Experience improves outcomes and reduces complications with DMEK
Outcomes of Descemet’s membrane endothelial keratoplasty (DMEK) are good in the great majority of patients
Jorge Peraza-Nieves MD
Outcomes of Descemet’s membrane endothelial keratoplasty (DMEK) are good in the great majority of patients and get better as a surgeon gains experience with the technique, said Jorge Peraza-Nieves MD, Spain.
“After an arbitrary learning curve of about 25 cases, intra- and postoperative complication rates may decrease. Notably, surgeons with a higher annual caseload may pass faster through their learning curve than surgeons performing their first surgeries over an extended period,” Peraza-Nieves told the 22nd ESCRS Winter Meeting.
The retrospective, interventional cohort study involved 2,485 eyes undergoing DMEK, performed by 55 surgeons in 23 countries. The indications for surgery were Fuchs’ endothelial corneal dystrophy in 74%, bullous keratopathy in 17%, transplant failure in 8% or other indications in 1%.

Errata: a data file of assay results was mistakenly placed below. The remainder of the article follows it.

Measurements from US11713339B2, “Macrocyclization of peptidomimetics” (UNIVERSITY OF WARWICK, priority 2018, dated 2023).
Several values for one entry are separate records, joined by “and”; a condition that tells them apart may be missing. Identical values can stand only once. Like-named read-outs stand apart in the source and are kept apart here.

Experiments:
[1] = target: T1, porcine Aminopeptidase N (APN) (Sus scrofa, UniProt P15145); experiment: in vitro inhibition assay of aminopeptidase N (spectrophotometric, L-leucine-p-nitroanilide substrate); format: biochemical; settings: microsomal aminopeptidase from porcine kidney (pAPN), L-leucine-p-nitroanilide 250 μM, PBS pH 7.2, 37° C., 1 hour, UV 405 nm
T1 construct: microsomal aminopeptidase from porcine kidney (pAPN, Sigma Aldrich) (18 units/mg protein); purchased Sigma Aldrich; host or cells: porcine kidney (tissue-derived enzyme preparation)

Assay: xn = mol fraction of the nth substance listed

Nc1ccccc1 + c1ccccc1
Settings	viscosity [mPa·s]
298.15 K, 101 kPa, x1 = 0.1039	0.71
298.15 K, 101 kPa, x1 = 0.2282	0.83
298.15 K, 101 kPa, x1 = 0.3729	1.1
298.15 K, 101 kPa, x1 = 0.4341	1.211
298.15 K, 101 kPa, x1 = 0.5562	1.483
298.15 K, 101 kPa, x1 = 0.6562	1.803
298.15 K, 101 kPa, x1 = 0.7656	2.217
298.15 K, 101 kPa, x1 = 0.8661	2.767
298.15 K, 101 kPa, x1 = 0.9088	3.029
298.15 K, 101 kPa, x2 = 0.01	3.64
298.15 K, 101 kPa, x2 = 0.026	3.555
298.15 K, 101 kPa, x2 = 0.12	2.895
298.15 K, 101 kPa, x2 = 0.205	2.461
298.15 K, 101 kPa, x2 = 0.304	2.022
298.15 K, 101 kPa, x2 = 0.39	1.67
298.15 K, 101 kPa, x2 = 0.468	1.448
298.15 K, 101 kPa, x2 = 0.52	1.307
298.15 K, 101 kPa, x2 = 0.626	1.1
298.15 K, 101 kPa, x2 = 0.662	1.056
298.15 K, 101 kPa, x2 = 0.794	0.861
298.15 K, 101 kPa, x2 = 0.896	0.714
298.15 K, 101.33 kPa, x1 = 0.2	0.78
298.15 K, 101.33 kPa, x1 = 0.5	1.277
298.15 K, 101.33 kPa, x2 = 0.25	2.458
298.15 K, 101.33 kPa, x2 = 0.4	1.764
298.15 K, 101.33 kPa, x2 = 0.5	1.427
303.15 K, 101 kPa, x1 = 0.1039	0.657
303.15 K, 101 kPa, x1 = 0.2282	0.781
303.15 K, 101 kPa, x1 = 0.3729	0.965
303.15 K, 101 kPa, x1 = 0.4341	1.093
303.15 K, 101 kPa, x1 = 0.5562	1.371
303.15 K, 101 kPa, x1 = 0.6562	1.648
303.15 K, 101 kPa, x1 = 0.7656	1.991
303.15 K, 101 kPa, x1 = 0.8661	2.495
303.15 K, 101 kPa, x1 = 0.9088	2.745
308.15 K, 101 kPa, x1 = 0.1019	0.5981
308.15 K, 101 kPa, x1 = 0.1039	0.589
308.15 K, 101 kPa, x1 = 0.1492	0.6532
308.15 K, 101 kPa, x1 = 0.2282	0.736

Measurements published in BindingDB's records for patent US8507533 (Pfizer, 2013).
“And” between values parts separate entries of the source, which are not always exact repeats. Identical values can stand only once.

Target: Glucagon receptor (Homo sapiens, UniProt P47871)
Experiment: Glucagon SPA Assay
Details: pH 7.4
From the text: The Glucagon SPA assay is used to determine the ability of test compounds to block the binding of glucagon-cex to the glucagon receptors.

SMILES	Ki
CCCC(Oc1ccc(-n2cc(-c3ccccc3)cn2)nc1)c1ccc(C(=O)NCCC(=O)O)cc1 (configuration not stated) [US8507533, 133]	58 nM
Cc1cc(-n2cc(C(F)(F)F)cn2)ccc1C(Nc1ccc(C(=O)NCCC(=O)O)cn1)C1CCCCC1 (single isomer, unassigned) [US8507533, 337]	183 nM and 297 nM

At six months’ follow-up, BCVA had improved in 90.5% of eyes, remained unchanged in 4.6% and deteriorated in 4.9%. In addition, BCVA was 20/40 or better in 75.4%, 20/25 or better in 45.4% and 20/20 or better in 25.8% for the entire group, with no eyes excluded because of low visual potential.
The rates of both intraoperative and postoperative complications were significantly less common for surgeons who had performed more than 100 DMEK procedures than in those who had performed fewer than 100 or fewer than 25 procedures.